Everything you need to know about unoccupied house insurance
While home insurance isn’t technically a legal requirement, it is a form of insurance that you will probably want to ensure that you have in order to keep your home and its belongings protected in the event that you need to make a claim.
Most mortgage lenders will expect you to have at least a buildings insurance policy before accepting your application.
It’s also important to know about insuring your house with home buildings insurance and home contents insurance when it’s unoccupied, so whether you’re wanting to take out empty house insurance while you’re on holiday or you’re thinking about insuring a house that no one lives in, it’s important to know more about unoccupied home cover so that you know what you’re covered for and in which circumstances.
When it comes to home insurance when you're selling your house or you're on holiday for a certain number of days, we’ve got you covered with everything you need to know in our detailed guide below.
What is unoccupied house insurance?
Unoccupied house insurance does exactly what it says in its name; it offers cover for when your home is left empty for a number of different reasons.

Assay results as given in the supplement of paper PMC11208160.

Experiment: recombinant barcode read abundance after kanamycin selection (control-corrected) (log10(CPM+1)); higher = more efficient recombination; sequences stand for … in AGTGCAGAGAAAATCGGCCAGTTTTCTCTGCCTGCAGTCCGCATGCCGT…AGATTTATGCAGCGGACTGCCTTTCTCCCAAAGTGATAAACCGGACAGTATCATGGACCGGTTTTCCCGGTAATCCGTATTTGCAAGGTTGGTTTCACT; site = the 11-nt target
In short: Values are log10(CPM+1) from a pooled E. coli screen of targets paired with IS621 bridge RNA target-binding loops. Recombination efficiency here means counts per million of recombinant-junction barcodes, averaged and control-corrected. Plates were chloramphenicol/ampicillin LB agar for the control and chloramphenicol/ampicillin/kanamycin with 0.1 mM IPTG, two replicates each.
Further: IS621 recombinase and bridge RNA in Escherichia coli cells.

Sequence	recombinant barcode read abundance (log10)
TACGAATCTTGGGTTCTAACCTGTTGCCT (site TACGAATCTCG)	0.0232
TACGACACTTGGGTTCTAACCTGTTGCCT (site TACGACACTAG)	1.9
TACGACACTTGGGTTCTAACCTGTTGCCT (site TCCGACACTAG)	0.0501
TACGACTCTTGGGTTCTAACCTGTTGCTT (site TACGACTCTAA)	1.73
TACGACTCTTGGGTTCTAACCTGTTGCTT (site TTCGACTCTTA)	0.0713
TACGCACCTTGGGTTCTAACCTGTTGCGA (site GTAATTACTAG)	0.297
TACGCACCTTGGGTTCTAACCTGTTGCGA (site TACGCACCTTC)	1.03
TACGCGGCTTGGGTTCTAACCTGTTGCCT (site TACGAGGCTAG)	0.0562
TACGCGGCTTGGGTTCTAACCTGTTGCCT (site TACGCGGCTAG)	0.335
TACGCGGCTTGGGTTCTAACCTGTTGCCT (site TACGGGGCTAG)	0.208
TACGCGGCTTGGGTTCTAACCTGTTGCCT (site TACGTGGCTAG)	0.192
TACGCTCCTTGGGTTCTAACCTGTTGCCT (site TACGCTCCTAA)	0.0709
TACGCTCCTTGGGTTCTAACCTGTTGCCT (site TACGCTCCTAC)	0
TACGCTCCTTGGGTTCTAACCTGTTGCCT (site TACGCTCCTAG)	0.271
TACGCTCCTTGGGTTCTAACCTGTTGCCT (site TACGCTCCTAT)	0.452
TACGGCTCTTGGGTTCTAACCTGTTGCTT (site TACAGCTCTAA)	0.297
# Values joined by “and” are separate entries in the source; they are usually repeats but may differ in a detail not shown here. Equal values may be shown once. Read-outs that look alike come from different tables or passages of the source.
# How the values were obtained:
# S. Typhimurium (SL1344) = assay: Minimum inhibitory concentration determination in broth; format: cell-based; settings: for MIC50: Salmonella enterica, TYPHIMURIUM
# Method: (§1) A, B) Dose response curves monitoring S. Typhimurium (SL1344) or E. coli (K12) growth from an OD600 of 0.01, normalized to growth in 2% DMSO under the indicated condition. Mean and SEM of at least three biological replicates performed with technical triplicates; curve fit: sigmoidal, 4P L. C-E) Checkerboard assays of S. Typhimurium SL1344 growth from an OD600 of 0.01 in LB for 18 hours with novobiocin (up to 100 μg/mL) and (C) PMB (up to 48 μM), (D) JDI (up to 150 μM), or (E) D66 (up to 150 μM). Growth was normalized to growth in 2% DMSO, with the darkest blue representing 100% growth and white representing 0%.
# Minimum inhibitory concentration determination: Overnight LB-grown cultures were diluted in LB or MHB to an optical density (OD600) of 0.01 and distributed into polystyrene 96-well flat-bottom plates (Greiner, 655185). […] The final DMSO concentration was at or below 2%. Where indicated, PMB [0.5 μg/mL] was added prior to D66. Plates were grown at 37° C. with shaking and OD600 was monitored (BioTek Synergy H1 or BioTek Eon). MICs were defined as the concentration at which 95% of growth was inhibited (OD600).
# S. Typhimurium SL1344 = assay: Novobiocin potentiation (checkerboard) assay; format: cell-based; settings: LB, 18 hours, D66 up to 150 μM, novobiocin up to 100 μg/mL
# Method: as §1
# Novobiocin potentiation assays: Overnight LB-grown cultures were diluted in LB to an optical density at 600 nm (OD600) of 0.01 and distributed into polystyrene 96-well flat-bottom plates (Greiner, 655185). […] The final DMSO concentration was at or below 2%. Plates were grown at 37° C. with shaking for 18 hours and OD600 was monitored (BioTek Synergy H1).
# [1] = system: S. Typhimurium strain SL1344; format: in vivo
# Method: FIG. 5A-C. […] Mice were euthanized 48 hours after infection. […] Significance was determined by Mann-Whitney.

With a standard home insurance policy, you will only be covered if your house is left unoccupied for up to 60 days, but if your home is empty for anything longer than that, you won’t be covered if anything happens.
What does unoccupied insurance cover?
Unoccupied home insurance covers you and your home for many of the same things that a standard home insurance policy covers, as well as a few extra things:
- Any natural disaster that causes your home to suffer from fire, flood or storm damage.
- If there is a burst pipe or a leak somewhere in your home.
- If there is an attempted theft or an actual break-in to your home, you can be covered for any damage caused as a result, as well as if they stole any of your belongings.
- If the house has been empty for a long time and squatters or trespassers have claimed residency, your unoccupied home insurance can pay legal fees for their removal.
- You can also get public liability insurance which will cover you if your property causes damage to a nearby car as a result of a fallen roof tile, for example.
You might like: What is public liability insurance?
What is not covered by unoccupied home insurance?
While you will be covered for many eventualities with an unoccupied home insurance policy, there are also some things that a policy won’t cover you for, including:
- Some providers won’t cover you if you’re having major building or renovation work done to your home such as an extension or extensive repairs to your’s home structure.
- If there is a break-in, but there are no signs of forced entry. For example, if you left your doors and windows unlocked, then you likely won’t be covered under unoccupied home insurance.
- It’s unlikely that you’ll be covered for any damage that contractors or workers cause while working on your home.